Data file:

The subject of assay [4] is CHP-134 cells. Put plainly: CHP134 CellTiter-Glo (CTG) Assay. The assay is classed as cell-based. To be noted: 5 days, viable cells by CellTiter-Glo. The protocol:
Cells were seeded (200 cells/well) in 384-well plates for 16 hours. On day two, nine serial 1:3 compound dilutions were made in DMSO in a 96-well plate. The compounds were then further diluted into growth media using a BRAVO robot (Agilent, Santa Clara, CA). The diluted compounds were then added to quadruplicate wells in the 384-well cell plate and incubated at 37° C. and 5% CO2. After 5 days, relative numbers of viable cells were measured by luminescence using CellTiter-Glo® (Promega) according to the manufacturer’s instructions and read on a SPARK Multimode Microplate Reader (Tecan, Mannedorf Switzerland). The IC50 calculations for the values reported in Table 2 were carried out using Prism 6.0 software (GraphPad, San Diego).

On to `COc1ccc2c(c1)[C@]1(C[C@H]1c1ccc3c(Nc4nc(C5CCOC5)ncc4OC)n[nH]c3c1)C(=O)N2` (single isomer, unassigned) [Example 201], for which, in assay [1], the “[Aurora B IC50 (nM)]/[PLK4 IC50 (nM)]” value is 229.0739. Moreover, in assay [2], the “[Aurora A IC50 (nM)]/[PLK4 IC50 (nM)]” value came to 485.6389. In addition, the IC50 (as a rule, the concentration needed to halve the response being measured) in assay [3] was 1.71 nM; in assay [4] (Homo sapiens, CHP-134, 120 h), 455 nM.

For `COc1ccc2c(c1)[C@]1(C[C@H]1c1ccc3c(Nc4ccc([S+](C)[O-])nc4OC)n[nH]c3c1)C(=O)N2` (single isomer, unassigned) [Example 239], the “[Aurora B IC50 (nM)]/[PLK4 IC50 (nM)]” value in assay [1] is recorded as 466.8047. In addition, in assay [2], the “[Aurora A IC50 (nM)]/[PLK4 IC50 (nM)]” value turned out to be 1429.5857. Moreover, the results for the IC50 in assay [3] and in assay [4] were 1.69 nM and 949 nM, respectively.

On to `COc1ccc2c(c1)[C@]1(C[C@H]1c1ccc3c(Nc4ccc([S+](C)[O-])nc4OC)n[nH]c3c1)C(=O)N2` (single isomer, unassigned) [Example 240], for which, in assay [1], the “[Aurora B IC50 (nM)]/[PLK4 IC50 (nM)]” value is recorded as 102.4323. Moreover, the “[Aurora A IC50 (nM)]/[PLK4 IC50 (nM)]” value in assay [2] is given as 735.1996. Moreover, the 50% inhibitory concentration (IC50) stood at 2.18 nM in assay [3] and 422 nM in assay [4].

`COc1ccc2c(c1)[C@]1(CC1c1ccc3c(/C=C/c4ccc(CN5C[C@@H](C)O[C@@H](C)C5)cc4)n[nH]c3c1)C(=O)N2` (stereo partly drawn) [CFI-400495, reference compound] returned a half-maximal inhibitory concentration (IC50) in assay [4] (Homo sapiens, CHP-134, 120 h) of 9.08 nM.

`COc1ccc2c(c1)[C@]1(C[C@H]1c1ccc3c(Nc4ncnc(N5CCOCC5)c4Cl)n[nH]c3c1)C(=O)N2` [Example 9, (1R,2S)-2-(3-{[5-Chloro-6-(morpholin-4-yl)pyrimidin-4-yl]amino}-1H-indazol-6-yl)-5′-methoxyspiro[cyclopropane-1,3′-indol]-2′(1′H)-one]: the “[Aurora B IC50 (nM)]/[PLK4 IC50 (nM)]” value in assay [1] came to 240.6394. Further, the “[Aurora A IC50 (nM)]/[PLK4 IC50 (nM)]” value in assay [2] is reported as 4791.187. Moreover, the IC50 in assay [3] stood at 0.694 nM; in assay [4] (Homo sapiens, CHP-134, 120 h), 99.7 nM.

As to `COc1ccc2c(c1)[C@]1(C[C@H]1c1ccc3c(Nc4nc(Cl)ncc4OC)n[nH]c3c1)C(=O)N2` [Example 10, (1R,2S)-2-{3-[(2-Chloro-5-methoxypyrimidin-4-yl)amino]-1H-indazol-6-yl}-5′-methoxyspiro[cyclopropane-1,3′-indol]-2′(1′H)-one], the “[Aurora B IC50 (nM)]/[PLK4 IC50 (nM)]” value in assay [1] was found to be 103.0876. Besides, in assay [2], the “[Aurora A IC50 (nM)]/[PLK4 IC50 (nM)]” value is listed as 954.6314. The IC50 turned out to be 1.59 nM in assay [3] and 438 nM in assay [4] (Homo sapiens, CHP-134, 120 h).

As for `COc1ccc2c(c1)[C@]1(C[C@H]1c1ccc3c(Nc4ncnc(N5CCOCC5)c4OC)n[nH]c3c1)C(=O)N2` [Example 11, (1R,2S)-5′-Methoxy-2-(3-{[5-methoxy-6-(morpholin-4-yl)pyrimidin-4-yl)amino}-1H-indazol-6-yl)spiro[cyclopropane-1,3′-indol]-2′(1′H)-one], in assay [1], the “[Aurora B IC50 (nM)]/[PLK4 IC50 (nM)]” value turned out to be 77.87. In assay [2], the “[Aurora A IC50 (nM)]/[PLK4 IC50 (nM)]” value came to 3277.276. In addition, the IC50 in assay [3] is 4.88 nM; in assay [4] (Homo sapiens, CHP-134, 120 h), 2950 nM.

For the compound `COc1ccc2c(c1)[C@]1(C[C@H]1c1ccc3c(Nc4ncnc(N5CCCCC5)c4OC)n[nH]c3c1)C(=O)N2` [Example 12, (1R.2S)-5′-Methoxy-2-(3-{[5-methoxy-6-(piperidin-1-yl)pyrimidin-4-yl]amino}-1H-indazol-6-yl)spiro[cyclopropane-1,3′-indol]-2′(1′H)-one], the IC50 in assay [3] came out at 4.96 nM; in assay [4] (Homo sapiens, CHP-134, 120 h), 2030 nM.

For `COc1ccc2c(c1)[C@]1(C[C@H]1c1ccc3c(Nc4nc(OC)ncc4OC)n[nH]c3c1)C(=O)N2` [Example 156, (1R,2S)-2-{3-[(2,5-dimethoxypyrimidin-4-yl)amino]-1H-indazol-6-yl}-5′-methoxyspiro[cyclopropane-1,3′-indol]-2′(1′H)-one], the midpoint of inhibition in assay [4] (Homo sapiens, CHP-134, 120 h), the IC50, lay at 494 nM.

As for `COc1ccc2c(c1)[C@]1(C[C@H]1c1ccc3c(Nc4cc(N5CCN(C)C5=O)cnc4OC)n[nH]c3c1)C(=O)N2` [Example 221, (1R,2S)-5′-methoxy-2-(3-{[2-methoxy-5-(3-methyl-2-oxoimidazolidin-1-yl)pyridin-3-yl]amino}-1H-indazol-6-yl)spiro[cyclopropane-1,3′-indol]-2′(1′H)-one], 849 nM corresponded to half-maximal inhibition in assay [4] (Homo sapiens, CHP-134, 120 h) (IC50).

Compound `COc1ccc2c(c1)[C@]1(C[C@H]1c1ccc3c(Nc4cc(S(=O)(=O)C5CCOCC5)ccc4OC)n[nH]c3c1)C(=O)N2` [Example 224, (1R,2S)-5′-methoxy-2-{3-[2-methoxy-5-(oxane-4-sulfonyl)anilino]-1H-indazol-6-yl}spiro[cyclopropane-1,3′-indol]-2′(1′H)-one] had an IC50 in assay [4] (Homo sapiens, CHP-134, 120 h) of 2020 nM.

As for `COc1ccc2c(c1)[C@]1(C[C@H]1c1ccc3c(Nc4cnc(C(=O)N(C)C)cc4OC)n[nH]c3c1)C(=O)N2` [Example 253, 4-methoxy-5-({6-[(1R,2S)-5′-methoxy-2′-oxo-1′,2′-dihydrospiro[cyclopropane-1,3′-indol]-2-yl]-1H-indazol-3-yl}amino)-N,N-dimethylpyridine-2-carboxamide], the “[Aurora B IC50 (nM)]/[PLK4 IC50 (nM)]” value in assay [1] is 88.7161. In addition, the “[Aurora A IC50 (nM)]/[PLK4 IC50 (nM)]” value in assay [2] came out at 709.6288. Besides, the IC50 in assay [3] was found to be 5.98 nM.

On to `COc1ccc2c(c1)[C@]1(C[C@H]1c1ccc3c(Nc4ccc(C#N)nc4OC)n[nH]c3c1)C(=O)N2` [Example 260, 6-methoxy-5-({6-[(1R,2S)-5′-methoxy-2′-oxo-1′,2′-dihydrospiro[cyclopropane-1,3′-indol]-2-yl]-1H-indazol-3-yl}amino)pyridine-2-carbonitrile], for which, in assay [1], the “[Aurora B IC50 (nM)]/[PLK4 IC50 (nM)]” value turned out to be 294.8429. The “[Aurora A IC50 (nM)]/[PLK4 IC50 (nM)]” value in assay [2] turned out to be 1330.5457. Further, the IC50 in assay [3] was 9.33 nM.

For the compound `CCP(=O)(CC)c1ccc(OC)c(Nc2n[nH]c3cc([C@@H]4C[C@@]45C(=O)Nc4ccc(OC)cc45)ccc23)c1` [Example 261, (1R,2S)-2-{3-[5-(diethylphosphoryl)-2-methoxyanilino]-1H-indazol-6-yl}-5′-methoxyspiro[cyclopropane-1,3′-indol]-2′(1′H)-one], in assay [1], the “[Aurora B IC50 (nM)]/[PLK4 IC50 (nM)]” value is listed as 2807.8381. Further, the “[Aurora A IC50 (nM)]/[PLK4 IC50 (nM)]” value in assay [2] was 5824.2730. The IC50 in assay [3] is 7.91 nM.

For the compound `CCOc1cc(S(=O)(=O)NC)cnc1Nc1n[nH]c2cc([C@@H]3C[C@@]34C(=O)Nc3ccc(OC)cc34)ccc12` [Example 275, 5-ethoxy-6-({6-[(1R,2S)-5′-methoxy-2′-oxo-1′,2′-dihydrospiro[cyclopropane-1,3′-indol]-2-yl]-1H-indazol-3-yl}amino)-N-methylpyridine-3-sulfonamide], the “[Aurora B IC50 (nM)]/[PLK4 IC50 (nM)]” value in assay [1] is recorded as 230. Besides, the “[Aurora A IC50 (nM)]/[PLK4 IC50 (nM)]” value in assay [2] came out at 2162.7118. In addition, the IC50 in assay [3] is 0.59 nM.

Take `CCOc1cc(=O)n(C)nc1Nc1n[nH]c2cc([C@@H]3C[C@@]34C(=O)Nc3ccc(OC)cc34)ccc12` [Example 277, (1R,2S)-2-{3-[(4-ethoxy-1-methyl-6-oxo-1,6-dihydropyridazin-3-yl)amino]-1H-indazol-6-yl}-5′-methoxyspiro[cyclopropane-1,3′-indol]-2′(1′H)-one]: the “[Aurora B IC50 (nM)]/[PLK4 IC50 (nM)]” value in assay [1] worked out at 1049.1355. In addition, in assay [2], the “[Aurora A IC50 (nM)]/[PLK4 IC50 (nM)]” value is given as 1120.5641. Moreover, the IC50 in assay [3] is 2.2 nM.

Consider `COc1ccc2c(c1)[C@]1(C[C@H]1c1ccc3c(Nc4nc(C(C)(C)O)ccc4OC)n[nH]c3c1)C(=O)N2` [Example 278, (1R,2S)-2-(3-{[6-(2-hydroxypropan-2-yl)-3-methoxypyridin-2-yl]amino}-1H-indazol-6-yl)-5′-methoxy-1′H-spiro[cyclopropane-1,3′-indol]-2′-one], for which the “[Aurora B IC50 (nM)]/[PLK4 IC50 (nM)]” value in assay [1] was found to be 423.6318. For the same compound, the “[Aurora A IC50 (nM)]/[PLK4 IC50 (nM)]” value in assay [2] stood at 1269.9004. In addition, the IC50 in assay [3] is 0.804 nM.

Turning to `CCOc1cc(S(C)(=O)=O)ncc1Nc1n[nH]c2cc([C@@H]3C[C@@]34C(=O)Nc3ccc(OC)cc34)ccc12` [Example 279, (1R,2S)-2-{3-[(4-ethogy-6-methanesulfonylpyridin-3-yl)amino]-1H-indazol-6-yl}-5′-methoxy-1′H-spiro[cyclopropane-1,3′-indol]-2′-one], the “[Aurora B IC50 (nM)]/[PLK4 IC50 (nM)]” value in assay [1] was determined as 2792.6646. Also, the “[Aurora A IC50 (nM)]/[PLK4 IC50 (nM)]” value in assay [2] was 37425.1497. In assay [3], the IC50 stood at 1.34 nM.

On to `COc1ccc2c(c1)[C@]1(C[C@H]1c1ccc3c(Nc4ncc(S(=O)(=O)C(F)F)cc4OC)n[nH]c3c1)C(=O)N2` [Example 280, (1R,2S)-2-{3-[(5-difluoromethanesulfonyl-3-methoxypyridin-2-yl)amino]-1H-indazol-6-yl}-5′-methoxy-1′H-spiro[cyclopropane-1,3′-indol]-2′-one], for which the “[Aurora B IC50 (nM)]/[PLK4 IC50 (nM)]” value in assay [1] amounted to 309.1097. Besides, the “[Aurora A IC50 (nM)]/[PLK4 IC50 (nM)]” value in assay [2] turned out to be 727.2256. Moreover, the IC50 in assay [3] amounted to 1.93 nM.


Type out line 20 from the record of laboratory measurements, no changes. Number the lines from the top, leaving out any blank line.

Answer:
Turning to `CCOc1cc(S(C)(=O)=O)ncc1Nc1n[nH]c2cc([C@@H]3C[C@@]34C(=O)Nc3ccc(OC)cc34)ccc12` [Example 279, (1R,2S)-2-{3-[(4-ethogy-6-methanesulfonylpyridin-3-yl)amino]-1H-indazol-6-yl}-5′-methoxy-1′H-spiro[cyclopropane-1,3′-indol]-2′-one], the “[Aurora B IC50 (nM)]/[PLK4 IC50 (nM)]” value in assay [1] was determined as 2792.6646. Also, the “[Aurora A IC50 (nM)]/[PLK4 IC50 (nM)]” value in assay [2] was 37425.1497. In assay [3], the IC50 stood at 1.34 nM.